Hosanna School Museum will hold its second annual Juneteenth celebration festival on Saturday, June 23, from 10 a.m. to 7 p.m. at the museum, 2424 Castleton Road in Darlington. The festival is open to the public, free of charge, and takes place rain or shine.
Juneteenth is a nationally recognized day that commemorates the ending of slavery in the United States and celebrates African American history and culture.
This year’s celebration will feature Buffalo Soldiers in addition to living history presentations featuring re-enactors portraying Harriet Tubman, Frederick Douglass and Edmonia Highgate, the first teacher at Hosanna School; lectures and book signings; African dancers and drummers with audience participation; liturgical dancers; a variety of musical performances; craft vendors; displays from community organizations and more.
Special activities for children will include griots (storytellers); visits from Ferrous and Ripcord from the Aberdeen IronBirds and Miss Juneteenth of Delaware; horse rides and photos with the Buffalo Soldiers; and crafts organized by Jerusalem Mill.
The day will also feature a variety of food trucks. Hosanna AME Church’s famous fish dinners will also be available.
Other special features at the celebration include a money tree raffle and silent auction (including an overnight hotel stay and dinner package at Courtyard Aberdeen at Ripken Stadium). All proceeds go toward educational and interpretive programming and continued preservation of the historic buildings owned by Hosanna School Museum, including McComas Institute and Mt. Zion Church in Joppa.
WAMD will broadcast live from Juneteenth.
Hosanna is partnering on the celebration with the Harford County Alumni Council, Hosanna AME Church and Havre de Grace Rotary Club. Sponsors of Juneteenth include Harford County Government and the Office of Community and Economic Development.
“Last year’s Juneteenth exceeded our expectations,” said Dr. Iris Leigh Barnes, executive director of Hosanna School Museum. “This year we have included more performers and activities for youth. We want to see whole families celebrating with us.”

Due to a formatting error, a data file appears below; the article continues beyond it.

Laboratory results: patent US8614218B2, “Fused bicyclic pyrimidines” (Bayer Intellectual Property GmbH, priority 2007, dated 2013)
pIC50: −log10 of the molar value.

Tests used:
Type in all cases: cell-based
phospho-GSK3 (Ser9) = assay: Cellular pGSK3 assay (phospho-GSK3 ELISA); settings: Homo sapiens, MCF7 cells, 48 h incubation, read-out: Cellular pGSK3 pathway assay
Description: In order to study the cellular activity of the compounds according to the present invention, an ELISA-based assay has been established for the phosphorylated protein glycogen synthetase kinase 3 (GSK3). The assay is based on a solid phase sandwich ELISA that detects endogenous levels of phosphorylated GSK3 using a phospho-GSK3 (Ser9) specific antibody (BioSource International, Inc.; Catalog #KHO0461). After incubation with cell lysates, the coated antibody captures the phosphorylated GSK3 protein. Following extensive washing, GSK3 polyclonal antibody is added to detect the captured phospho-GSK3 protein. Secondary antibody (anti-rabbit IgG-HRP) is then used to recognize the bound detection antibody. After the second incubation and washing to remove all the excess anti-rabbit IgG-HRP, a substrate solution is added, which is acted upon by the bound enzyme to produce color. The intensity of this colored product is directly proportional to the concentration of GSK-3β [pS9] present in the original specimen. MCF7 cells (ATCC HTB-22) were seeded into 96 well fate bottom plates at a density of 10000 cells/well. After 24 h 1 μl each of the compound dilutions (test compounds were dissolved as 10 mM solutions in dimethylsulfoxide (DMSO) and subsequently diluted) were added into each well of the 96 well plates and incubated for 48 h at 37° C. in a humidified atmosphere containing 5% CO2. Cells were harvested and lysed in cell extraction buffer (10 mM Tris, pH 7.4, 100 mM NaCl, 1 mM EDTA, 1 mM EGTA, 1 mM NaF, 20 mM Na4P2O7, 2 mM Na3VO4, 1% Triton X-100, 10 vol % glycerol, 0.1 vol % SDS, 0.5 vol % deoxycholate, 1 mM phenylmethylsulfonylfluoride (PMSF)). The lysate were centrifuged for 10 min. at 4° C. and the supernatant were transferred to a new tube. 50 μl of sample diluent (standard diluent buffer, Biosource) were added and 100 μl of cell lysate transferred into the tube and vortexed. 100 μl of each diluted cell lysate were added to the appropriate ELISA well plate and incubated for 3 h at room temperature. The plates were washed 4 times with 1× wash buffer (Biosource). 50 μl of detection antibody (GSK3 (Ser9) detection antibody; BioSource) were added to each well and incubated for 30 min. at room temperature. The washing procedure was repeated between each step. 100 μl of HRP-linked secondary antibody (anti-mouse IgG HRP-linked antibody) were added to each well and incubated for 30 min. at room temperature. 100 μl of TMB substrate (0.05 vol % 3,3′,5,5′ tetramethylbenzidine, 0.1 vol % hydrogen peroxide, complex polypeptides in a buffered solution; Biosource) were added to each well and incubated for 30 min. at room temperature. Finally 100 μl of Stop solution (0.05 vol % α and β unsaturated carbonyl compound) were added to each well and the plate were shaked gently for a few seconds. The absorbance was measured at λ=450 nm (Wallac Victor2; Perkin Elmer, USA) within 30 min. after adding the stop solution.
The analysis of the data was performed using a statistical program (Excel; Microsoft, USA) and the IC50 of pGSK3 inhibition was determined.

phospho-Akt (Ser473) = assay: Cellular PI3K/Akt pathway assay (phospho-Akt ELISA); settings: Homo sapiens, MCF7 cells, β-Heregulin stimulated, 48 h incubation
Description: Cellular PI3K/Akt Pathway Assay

At the Juneteenth celebration, living history re-enactor Brittany Martin will portray Edmonia Highgate, the first teacher at Darlington School, later called Hosanna School. Highgate is a historical figure who worked alongside nationally recognized abolitionists such as Frederick Douglass, Jermain Loguen and Frances Ellen Watkins Harper. While preparing for this living history presentation, historians and volunteers at Hosanna have discovered new information about Highgate and her role at Hosanna.
“Education, culture and achievement are just as important today as it was when Hosanna School was first built more than 150 years ago,” added Roxann Redd-Wallace, education coordinator and Juneteenth committee chair. “We welcome everyone on June 23 to help us celebrate—in grand festival style—the anniversary of the ending of slavery and to honor our ancestors while maintaining a legacy for future generations.”
Businesses and individuals interested in sponsorship of the Juneteenth celebration or in donating an item for the silent auction should contact Roxann Redd-Wallace at 410-457-4161.
Hosanna School Museum was the first of three Freedmen’s Bureau schoolhouses erected in Harford County. Also known as the Darlington School or Berkley School, Hosanna was built on land owned by James Paca, the son of Cupid Paca, a free African American who bought 50 acres of land from Berkley to Darlington.
The Freedmen’s Bureau funded the construction of the two-story frame building, which was used as a school, community meeting place and church. Operation of the school was assumed by the Harford County School Commissioners in 1879. Hosanna remained active as a schoolhouse for African American children until 1946.
Two years later, in 1948, Hosanna Community House, Inc. (current owner) was formed. The school building was used as a community meeting place until 1954 when Hurricane Hazel sheared off the top floor. With limited funds, the board preserved what was left of the building by placing a roof on the remaining structure. After these repairs, the building was once again a community center, although one story, used primarily by the Boys Scouts.
Significant restoration of the building began in 1983, and the second floor was rebuilt in 2005, returning it to its original two-story structure. Currently it is a living schoolhouse museum, attracting visitors from all over the country. The building is also available for community meetings or public and private and events.
For more information or to make a donation in support of the history and culture of Harford County through the lens of the African American experience, visit hosannaschoolmuseum.org.